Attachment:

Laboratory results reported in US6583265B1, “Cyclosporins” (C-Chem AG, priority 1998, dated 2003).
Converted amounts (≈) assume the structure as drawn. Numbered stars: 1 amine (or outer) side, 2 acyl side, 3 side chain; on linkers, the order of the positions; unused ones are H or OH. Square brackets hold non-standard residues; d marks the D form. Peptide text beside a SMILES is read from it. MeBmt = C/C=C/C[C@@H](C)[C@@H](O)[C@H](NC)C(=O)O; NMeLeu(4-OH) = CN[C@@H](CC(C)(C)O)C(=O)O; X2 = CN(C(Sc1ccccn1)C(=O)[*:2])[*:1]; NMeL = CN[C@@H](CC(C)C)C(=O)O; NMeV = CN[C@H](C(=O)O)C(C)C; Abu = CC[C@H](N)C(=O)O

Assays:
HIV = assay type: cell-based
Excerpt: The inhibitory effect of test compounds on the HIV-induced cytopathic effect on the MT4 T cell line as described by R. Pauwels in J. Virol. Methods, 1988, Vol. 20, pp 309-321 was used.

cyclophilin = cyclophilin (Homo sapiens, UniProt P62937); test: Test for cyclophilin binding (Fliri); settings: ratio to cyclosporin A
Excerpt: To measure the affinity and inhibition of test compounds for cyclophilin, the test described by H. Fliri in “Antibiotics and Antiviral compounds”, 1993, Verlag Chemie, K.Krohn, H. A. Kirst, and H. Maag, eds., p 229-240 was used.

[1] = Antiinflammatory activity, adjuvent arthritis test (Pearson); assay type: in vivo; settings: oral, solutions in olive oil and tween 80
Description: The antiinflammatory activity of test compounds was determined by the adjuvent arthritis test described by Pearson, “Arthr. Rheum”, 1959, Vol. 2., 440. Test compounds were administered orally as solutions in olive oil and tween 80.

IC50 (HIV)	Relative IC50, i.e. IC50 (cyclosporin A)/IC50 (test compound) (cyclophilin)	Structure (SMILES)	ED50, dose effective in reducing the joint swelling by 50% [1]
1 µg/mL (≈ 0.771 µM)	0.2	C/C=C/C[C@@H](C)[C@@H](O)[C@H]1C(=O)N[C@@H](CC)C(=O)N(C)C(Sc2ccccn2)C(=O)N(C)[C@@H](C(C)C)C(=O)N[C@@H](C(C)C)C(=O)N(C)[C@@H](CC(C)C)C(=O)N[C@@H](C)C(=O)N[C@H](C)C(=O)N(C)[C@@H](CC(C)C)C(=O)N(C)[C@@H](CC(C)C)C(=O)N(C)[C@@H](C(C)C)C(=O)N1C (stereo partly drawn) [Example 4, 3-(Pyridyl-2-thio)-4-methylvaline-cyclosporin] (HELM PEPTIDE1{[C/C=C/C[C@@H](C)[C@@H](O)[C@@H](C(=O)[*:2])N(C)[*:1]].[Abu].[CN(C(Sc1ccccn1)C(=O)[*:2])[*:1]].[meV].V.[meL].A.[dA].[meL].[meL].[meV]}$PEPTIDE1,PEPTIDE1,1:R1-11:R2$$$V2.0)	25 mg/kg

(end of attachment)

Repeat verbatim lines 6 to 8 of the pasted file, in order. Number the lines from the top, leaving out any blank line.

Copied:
cyclophilin = cyclophilin (Homo sapiens, UniProt P62937); test: Test for cyclophilin binding (Fliri); settings: ratio to cyclosporin A
Excerpt: To measure the affinity and inhibition of test compounds for cyclophilin, the test described by H. Fliri in “Antibiotics and Antiviral compounds”, 1993, Verlag Chemie, K.Krohn, H. A. Kirst, and H. Maag, eds., p 229-240 was used.

[1] = Antiinflammatory activity, adjuvent arthritis test (Pearson); assay type: in vivo; settings: oral, solutions in olive oil and tween 80